Channing, Walter

Walter ChanningWalter Channing (April 15, 1786-July 20, 1876) was born, in Newport, Rhode Island, into a prestigious family. He earned his own reputation as Boston’s leading obstetrician, the first Professor of Midwifery at Harvard Medical School, and the first American physician to advocate the use of anesthesia in childbirth.

Channing’s parents were William and Lucy Ellery Channing. His father, a Princeton graduate, served as Attorney General for Rhode Island and as a United States District Attorney. His Harvard educated maternal grandfather, William Ellery, was a signer of the Declaration of Independence. His younger brother, Edward Tyrell Channing, became the Boylston Professor of Rhetoric and Oratory at Harvard, succeeding young John Quincy Adams who left academia for a career in diplomacy and politics. Walter’s older brother, the Rev. William Ellery Channing, minister of the Federal Street Church in Boston (Unitarian), 1803-42, was acknowledged to be one of the great preachers of his time. His 1819 sermon, “Unitarian Christianity,” reprinted many times, was taken as the platform of the American Unitarian churches.

Walter entered Harvard College in 1805. Among his classmates was Richard Henry Dana, a first cousin, later author of Two Years Before the Mast. Channing was expelled in 1807 for participating in the Rotten Cabbage Rebellion, a student protest against the inferior food they were being served. His B.A. was granted sixty years later, in 1867.

Channing was awarded an M.D. from the University of Pennsylvania in 1809. He studied in Britain for a year, taking advantage of the opportunities there to observe and participate in obstetrical cases. Returning to Boston in 1811, he began a general medical practice but quickly gained prominence in obstetrical cases. In 1815 he was appointed lecturer in midwifery at Harvard Medical School and in 1818 was named professor of Midwifery and Medical Jurisprudence.

Channing was one of the founding editors of the New England Journal of Medicine and Surgery, 1812, and an early editor of the Boston Medical and Surgical Journal. He was a member of the original medical staff at Massachusetts General Hospital and was instrumental in the creation, in 1832, of Boston’s Lying-In Hospital. He was the first physician to use anesthesia in operative obstetrics in the United States. He reported this in the New England Journal of Medicine and Surgery, 1847, and subsequently published A Treatise on Etherization in Childbirth to assure women and physicians of the merits of anesthesia. He served as Dean of Harvard Medical School, 1819-47.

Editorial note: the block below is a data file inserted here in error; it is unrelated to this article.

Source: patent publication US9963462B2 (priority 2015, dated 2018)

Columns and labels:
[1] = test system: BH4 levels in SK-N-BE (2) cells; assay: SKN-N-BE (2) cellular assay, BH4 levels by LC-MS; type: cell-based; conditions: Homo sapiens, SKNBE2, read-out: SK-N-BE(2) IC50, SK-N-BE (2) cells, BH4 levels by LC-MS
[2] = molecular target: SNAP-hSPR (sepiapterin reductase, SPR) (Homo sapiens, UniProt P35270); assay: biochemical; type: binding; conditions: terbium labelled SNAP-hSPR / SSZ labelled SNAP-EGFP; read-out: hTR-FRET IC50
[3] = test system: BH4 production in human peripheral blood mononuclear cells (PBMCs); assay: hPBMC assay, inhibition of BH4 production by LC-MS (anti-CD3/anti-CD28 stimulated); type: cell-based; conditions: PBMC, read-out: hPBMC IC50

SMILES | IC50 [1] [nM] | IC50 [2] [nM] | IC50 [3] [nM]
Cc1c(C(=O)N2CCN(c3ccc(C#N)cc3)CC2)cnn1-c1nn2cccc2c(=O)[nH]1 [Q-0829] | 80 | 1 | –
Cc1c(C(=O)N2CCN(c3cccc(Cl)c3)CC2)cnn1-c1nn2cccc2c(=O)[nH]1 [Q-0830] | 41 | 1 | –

Many of Walter Channing’s writings engaged a broad range of social and spiritual concerns. Two may be noted. In his “Introductory Lecture to the [entering] Medical School Class” of 1845, he discusses “the character of the physician”: “Suffering, exquisite pain, is in his path and it is to his office to remove it. Death is before him and it is his mission to avert it. He sees life in all its aspects, its darkest and its brightest. Here is kindness which never faileth. . . . The profession is in the public and private confidence after a manner in which no other one can be.”

Channing’s 1843 “Address on the Prevention of Pauperism” includes these remarks: “Poverty tells its whole story. It has no concealments. The undisguised spirit speaks through rags, simply and audibly. . . . What then are the causes of that condition which you have associated to prevent?”

A story illustrating Walter Channing’s sense of humor was often fondly told. A man came at his door and asked to see Dr. Channing. Walter asked, “Which Dr. Channing? My brother preaches, but I practice.” During his brother’s active ministry, Walter regularly attended the Federal Street Church but in 1841 he was among the small group that joined James Freeman Clarke’s newly founded Church of the Disciples. Channing died in 1876 in Brookline, Massachusetts.

Channing’s first wife, neé Barbara Higginson Perkins, the mother of his four children, Barbara, Ellery, Mary, and Lucy, died of consumption in 1822. In 1831 he married Eliza Wainwright who died three years later in childbirth. These tragedies, and the chronic illness and death of his daughter Lucy, produced profound sadness that was relieved by Channing in his strong faith and religious convictions.

Walter Channing published dozens of addresses and lectures, most of them pertaining to obstetrics. These can be found in the libraries of Harvard College in Cambridge, Massachusetts and Harvard Medical School in Boston. Among Channing’s more general writings are Thoughts on the origin, nature, principles and prospects of the temperance reform (1834), Lecture on the moral uses of the study of natural history (1836), An address on the prevention of pauperism (1843), Thoughts on peace and war : An address delivered before the American Peace Society (1844), My own times, or ‘Tis fifty years since’ (1845), Of the medical profession, and of its preparation (1845), The law of compensations (1855), and A physician’s vacation; or, A summer in Europe (1856).

Amalie M. Kass wrote “‘My brother preaches, I practice’: Walter Channing, M.D., Antebellum Obstetrician” for The Massachusetts Historical Review (1999) and a full biography Midwifery and Medicine in Boston: Walter Channing, M.D., 1786-1876 (2002). There are other biographical articles on Channing in the Dictionary of American Medical Biography, the Encyclopaedia Britannica (1962), and the Dictionary of American Biography.

Article by Spencer Lavan and Amalie M. Kass
Posted December 15, 2005